A couple of weeks ago, early one morning, my friend and fellow coder Scott asked a curious question:
“Do you think that programming computers for a living gives you a negative outlook on life?”
Now, Scott is unfortunately responsible for administering occasional TLC to a codebase that I cut as long ago as 2004, so I assumed he was referring to this and was about to raise some complaints about my hand-rolled query object criteria framework or other coding horror. I steeled myself to defend my work as he continued to explain:
“Well, when coding we have to consider all the potential edge cases and exceptions – what happens if our methods get dodgy inputs etcetera. And it’s spilling over into my real life. We’re moving house at the moment, and I just find myself worrying about what happens if the buyers pull out, if we can’t get the mortgage, if the survey reveals problems… I’m really negative about the whole process.”
At the time I smiled and put this down to the notoriously tortuous British house-buying process, but the more I think about it, the more I think Scott might be onto something.
My wife and I are currently plotting a well-deserved summer vacation in sunnier climes, which theoretically should be an enjoyable task, right? But I can’t simply enjoy it and focus on the “sunny-day scenario”. My mind is full of edge cases (“What if we can’t fit all our stuff in the car?”), unhandled exceptions (“Will we get our passports in time?”), compatibility issues (“will our choice of dates suit my clients?”), unwise over-reliance on dependent components (“Will the airline have any child seats available?”) and of course user errors (“Suppose we book the wrong dates?!”). No focusing on the happy path for this codemonkey.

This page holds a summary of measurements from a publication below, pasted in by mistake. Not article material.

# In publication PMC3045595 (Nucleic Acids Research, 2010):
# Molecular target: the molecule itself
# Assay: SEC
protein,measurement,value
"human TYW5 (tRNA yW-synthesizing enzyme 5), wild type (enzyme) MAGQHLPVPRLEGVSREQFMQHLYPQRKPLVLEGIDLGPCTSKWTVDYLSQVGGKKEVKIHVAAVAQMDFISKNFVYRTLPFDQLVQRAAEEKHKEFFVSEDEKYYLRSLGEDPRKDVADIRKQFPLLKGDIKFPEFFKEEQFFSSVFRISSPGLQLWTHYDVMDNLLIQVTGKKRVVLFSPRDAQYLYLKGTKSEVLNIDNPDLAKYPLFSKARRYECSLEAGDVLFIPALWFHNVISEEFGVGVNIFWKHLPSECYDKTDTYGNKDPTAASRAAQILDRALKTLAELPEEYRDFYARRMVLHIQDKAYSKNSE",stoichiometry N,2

The more I think about it, the more I see that Scott has a point. Professional software development forces us to anticipate invalid input, stupid users, hackers, insufficient hardware, unreachable remote services, and whether our software can pass the Turkey test. We consider SQL injection, cross-site scripting, buffer overflows, and countless other common threats and exploits. Not to mention worrying about what happens when other devs get their grubby mitts on our codebase, or when the client inevitably unleashes some game-changing requirements late in the lifecycle. We’re all about expecting the worse, coding defensively, and decoupling ourselves from dependencies. The ever-present potential for high-profile failures caused by something as simple as an inverted boolean comparison, combined with the likelihood of critique and criticism from our fellow coders, DBAs, auditors and sysadmins is enough to turn most devs into a nervous wreck before they’ve so much as initialised a variable. That reminds me, I must check that my Professional Indemnity insurance policy is up to date.
So, anecdotal evidence and my own experience suggests to me that Border’s First Law is a truism. Programming Computers Can Cause Negativity, Cynicism and Pessimism.
Are these necessarily negative traits to have, or can such enforced forethought and consideration of potential issues be a benefit in “real life”, away from the screen? I suspect as with many things, the answer is that there is some balance to be had. So – getting to the airport on time is A Good Thing. Spending a fortnight’s vacation panicking on the offchance that the flight operator goes bust is, probabilistically, a bit silly.
I’m not sure where I’m going with this, or what the answer is, except perhaps to be a little more aware of this mindset and try to adopt a little restrain when applying programming principles to “real-life” conversations. Life, alas, is not a well-defined algorithm, and God knows it doesn’t come complete with a full suite of regression tests.
PS – You know, I just remembered that I blogged about this topic before!